Where do dreams come from? It is an age-old question, but today’s sciences still have to continue to find an answer to it.
While ancient civilizations tend to interpret dreams rooted in supernatural or spiritual elements, modern society often assumes that dreams actually originate from everyday life itself, what they we see, hear, and meditate while awake.
Computer scientist Alessandro Fogli from the Roma Tre University in Italy explains: We have a hypothesis called the continuum of dreams. This theory implies that most dreams are just continuation of what’s happening in your daily life.
If you think of life as a car on the road, the moment you fall asleep, that car suddenly presses the brake and your brain doesn’t stop in time. The car of life then continued to drift forward inertia, into the realm of dreams.
Your brain actually continues to live in a world that followed the world you lived in awake. And the next morning when you wake up, you can simply restart the car after braking it. Moving out of the world of dreams, your dream experiences can even affect what you will do in the real world.
All of our dreams have meaning
“The dream continuity theory states that everyday life influences dreams (e.g., anxiety can cause nightmares) and vice versa (e.g., dreams affect resolution skills. real life problem)“Fogli wrote.
These psychological theories stem from the work of Sigmund Freud and other scientists from the 20th century. They initiated the view that all dreams have meaning. If we carefully analyze what a person experiences during the day while awake, we can understand their dreams and vice versa.
Suppose, during the day you meet a beggar on the street and find his face austere. This event gives you a very strong impression, you gave him some change and he is really grateful.
This event may not really end there, even if you think you have stopped thinking about him. When you fall asleep at night, your brain turns over the feelings and images of the begging old man again. But this time, you may not really dream of him, you dream that someone close to you is simply in trouble and needs your help.
This story is called a dream report, which modern scientists use to analyze the dreams you have. Usually, when they want to understand your dreams, they will ask you to write two diaries, one for what you did during the day and the other for what you dreamed of.
Then, scientists will try to find clues about similar symbols, characters and structures between the two versions of the diary. It is called “Hall and Van de Castle system” used to explain dreams with the characters appearing within them, the interactions these characters have and the effect these interactions have on the characters.
However, one problem with the Hall and Van de Castle system is that so far, it has only used a manual screening process. Scientists must read the dream reports and use their thinking to analyze every character, context, and structure they see. This work is very slow, time consuming and not always objective and accurate.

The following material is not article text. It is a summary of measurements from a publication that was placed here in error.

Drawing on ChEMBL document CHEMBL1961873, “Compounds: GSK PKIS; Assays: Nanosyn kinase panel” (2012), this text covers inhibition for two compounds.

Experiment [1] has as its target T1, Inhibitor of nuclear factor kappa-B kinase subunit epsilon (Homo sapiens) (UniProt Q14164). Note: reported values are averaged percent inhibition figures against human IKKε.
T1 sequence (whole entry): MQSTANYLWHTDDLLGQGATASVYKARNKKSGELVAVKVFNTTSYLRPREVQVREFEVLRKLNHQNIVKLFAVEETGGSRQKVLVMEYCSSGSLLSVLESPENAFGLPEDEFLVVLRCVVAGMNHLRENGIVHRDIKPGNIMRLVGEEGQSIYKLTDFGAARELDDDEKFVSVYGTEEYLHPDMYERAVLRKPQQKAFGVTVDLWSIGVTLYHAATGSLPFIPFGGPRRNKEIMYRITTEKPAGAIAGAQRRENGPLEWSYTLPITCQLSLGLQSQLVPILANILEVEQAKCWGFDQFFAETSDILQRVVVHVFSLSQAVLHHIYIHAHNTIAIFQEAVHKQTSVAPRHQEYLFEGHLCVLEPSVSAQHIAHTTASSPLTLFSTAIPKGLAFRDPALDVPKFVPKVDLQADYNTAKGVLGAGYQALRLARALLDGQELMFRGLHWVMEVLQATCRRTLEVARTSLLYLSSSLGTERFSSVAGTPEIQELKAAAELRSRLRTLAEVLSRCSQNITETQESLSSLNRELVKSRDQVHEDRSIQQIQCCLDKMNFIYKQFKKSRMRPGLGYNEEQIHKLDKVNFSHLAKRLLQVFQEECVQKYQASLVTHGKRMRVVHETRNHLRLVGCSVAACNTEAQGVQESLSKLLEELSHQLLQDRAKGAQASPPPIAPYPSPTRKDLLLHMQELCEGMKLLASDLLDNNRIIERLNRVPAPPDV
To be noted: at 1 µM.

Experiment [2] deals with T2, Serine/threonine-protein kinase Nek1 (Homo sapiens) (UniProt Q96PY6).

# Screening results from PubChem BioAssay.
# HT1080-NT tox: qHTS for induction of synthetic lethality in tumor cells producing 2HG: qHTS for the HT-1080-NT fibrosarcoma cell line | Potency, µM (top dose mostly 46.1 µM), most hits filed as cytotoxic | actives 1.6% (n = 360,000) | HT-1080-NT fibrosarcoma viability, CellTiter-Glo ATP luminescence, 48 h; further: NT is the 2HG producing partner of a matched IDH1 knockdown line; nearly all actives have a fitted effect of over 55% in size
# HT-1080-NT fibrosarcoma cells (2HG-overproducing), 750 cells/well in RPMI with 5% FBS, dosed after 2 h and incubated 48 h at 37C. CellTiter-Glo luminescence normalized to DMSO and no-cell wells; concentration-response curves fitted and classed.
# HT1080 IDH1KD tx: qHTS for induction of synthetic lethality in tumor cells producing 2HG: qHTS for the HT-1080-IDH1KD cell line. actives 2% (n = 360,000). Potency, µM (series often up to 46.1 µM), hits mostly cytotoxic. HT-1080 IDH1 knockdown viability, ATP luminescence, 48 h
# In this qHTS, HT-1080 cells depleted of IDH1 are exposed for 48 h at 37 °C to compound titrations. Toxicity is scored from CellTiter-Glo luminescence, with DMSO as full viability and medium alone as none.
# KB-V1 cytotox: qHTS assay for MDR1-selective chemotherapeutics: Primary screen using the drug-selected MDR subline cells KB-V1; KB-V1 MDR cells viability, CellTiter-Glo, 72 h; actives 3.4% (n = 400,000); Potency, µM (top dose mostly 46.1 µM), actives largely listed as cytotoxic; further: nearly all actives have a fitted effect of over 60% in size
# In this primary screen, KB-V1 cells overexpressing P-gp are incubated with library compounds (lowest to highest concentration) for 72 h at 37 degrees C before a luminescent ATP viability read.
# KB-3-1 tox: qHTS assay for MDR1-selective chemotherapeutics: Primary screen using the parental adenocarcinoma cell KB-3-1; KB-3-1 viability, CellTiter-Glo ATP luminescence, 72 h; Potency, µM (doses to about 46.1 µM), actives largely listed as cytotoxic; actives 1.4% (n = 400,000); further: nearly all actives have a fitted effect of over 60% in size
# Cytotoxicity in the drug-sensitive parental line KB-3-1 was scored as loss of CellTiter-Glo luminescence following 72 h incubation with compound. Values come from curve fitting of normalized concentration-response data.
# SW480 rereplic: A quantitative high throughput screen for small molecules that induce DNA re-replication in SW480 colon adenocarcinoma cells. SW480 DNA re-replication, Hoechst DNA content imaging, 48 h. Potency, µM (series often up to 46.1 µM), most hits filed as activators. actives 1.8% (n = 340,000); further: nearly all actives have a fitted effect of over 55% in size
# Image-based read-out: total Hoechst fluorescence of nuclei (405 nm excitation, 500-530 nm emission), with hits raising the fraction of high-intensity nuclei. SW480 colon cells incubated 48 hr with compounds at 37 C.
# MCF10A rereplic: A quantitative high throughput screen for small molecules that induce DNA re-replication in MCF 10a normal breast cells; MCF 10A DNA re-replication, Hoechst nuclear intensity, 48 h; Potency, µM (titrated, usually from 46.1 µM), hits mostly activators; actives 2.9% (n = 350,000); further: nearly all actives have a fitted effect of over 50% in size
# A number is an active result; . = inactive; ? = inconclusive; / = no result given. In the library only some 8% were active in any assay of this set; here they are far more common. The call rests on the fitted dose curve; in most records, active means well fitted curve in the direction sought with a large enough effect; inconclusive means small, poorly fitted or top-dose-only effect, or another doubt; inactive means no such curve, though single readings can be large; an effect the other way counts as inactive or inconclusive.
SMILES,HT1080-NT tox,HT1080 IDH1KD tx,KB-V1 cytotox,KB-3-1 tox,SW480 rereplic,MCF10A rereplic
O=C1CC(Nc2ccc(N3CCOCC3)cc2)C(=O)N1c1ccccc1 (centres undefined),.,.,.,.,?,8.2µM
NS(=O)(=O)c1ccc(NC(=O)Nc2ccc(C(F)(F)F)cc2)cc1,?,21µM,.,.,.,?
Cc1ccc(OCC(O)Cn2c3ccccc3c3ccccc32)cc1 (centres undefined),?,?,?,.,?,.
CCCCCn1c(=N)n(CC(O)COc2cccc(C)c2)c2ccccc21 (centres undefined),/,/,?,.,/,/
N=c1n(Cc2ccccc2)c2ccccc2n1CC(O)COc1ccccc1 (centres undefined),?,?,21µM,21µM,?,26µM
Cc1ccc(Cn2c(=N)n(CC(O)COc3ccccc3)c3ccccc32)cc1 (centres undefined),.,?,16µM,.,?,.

That is why sleep scientists today are constantly searching for algorithmic solutions that can automate the task of identifying and annotating dream content according to the Hall and Van de Castle method.
Decode your dreams with a computer
In their new research, Fogli and his team came up with a new way to do this. They built a language processing and screening algorithm to track and analyze more than 24,000 dreams from a huge database called DreamBank.
The researchers explained: “We have designed a tool that automatically scores dream reports by operating the dream analysis scale widely used by Hall and Van de Castle.
And we’ve confirmed the tool’s effectiveness on hand-annotated dream reports … testing what sleep scientists call the ‘continuity hypothesis’ at scale. ever had”.
Fogli’s dream processing engine has helped to simplify the Hall and Van de Castle system, analyze the text of dream reports and focus on the characters, social and emotional interactions the dreamer predicts. fox.
“These three aspects are considered to be the most important factors in supporting the interpretation of dreams. With characters, interactions and emotions, we define the backbone of a dream plot: Who was present, what actions were taken and what emotions were expressed “, they write.
When Fogli compared the output of the language-processing engine he built with hand-annotated notes written by dream experts, the results matched 75%. That’s not an absolute point, but a promising signal that technological developments like these could lead to new breakthroughs in dream research.
The researchers also found evidence in data analysis that supports the hypothesis of dream continuity – the notion that dreams are a continuation of what happens in everyday life. According to the researchers, the dream reports contain many “signse “reflects what the dreamer has experienced in real life.
You can explore aspects of their analysis, all based on real people’s dreams this sitewhere all project data is stored.
Fogli’s new work is just a small step on the journey to decoding all the dreams we have. However, scientists say an algorithm-based approach to data analysis can help us acquire “t” technologies.narrow the gap between reality and dreams “.
Imagine if we could 100% understand our dreams through data analysis of its relevance to real-life events, we could control our dreams in a positive, diminishing direction. reduce nightmares through therapies, even activate your brain to dream about anything you want.